John’s story seems to support the NIV. John was in prison. Perhaps he was waiting for the Messiah to rescue him, but Jesus did not, and so John began to doubt. Thus, he sent his disciples to ask, “Are You the Messiah?” We can read between the lines. John sounds as if he is asking: If You are the Messiah, why didn’t You come to rescue me? Jesus answered his question by summarizing His Messianic ministry, which focused on healing and restoring humanity—not on a political state for the Jews.

John, and others at that time, had a confused notion of the Messiah’s role, expecting a political, not a spiritual, restoration. For those still under the notion of political messiahship, Jesus was using the verb biazo. It is not the political messianic kingdom that should push itself strongly ahead, but instead, the spiritual Messianic kingdom should move forcefully in the preaching of the gospel.

The verb biazo could be more properly described as a political movement. In this notion, the Davidic messiah would come with his troops to overturn the Romans and establish the kingdom of the Jews. When Jesus applied this verb to the spiritual movement that He was initiating, He was discouraging His disciples from political restoration as the Messianic goal. In Matthew, Jesus uses the word biazo more figuratively and symbolically.

To summarize, Jesus used a verb that belongs to a political movement to describe the movement of the heavenly kingdom. Jesus is saying, The kingdom of heaven has been established and is moving forward forcefully, and those who respond forcefully will take it.

Such was Jacquelyn.


Jacquelyn was extremely feeble. She had had a flow of blood for 12 years! Having wasted all of her money on physicians who were no help, the ailing woman was wishing for death. The end of life would bring her more happiness than living in this horrible condition.

One day, Jacquelyn heard hopeful news that a certain Teacher was healing people—and without charging either. He healed all kinds of ailments and diseases. She wanted to see this Teacher and ask Him to heal her.

When Jacquelyn arrived where Jesus was, He was surrounded by a huge crowd; a wall of humanity was an insurmountable obstacle before her. She did not have the energy or courage to cry out, “Son of David, help me!” Too weak to wade through the multitude, Jacquelyn was disappointed.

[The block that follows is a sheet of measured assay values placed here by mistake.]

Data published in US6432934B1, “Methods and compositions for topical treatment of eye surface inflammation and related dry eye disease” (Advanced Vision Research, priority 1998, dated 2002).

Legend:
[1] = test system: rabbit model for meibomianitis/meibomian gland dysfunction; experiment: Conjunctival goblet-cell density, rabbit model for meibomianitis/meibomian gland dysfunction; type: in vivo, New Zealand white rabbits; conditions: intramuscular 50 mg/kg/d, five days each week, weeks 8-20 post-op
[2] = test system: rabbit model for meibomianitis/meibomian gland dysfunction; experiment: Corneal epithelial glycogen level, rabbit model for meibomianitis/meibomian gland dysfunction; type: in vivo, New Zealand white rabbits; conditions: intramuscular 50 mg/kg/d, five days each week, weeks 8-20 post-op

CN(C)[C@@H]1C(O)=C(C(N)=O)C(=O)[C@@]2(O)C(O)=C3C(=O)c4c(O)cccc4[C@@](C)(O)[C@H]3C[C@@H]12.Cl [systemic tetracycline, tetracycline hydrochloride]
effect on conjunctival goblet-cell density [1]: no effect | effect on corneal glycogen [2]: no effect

Suddenly, the crowd began to move. The wall was crumbling. Jacquelyn pushed her way to Jesus, almost fainting in the process. Happily, she noticed a shift in the crowd’s direction and realized that Jesus was coming closer to her. If only I could touch the hem of His garment, I would be healed, Jacquelyn thought. When Jesus was near, she reached out her hand and, yes, touched the hem.

Suddenly, Jacquelyn felt something was done to her. A warm shock. She knew it worked. Jacquelyn turned and started moving away. Then she was stopped by Jesus, who said, “Who touched Me?” The woman had to confess. And after she explained why she needed that touch, Jesus made it very clear that the healing did not come from the hem but from her faith. Her faith was her response to the kingdom message. Yes, Jacquelyn was one of the invaders of the kingdom. She got it.

The invaders in the Gospels

Employing the expressions of Jesus, we can define those who came to Jesus for help as the forceful invaders of the kingdom. The list of the invaders would be long because of the many people who came to Jesus for help. All of them responded heartily to the message. They were open to the power of the King who was willing to serve them.

And many had obstacles on their way to Jesus, too, but they moved forward in their faith despite them. They kept moving forward until they could ask Jesus for help.

Am I one of them?

Even now, the gospel of the kingdom is being preached. It is forcing its way in the world where pain, problems, sickness, and death rule. The Lord of the kingdom is the same as He was 20 centuries ago. Jesus is calling us to be forceful in our faith to come to Him with our burdens, and hear the words, “Son [and daughter], your sins are forgiven.” Jesus alone can say and mean those words, just as He did centuries ago. There are many obstacles on our way to Jesus, but we need to move on despite them. Will you be a Jacob or a Jacquelyn and become a forceful person entering the kingdom of God?